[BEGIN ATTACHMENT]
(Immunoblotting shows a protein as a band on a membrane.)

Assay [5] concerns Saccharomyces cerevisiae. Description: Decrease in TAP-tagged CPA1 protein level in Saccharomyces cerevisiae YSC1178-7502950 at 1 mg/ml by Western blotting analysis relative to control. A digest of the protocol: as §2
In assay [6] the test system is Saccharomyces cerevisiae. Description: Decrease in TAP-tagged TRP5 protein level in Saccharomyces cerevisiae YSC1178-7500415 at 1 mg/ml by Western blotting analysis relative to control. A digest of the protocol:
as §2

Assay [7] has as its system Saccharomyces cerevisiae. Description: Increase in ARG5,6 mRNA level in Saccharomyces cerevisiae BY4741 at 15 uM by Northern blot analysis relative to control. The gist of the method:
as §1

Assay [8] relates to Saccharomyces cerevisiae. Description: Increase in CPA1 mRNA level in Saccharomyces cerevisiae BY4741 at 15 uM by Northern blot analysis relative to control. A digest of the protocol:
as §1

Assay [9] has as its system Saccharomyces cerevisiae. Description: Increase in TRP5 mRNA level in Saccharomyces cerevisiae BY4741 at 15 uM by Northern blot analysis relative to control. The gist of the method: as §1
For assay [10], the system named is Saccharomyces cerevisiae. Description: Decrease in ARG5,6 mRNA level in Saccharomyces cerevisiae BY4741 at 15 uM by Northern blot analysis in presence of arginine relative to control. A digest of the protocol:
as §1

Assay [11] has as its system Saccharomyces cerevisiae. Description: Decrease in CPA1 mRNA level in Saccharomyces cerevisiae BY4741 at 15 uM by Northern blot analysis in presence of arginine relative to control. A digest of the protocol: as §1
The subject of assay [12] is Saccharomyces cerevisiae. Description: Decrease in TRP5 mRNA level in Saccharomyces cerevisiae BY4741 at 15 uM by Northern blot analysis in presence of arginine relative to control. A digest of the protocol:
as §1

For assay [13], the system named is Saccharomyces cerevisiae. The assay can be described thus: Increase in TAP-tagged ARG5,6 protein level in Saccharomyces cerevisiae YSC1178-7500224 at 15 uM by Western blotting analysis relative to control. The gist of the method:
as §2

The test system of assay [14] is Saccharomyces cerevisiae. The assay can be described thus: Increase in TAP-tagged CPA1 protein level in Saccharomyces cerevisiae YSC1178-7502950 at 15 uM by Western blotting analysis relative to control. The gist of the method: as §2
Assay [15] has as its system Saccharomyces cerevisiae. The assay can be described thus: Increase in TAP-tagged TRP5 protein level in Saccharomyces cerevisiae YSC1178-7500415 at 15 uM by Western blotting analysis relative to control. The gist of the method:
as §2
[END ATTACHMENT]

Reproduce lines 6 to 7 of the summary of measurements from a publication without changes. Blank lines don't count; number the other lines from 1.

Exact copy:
as §1

Assay [8] relates to Saccharomyces cerevisiae. Description: Increase in CPA1 mRNA level in Saccharomyces cerevisiae BY4741 at 15 uM by Northern blot analysis relative to control. A digest of the protocol: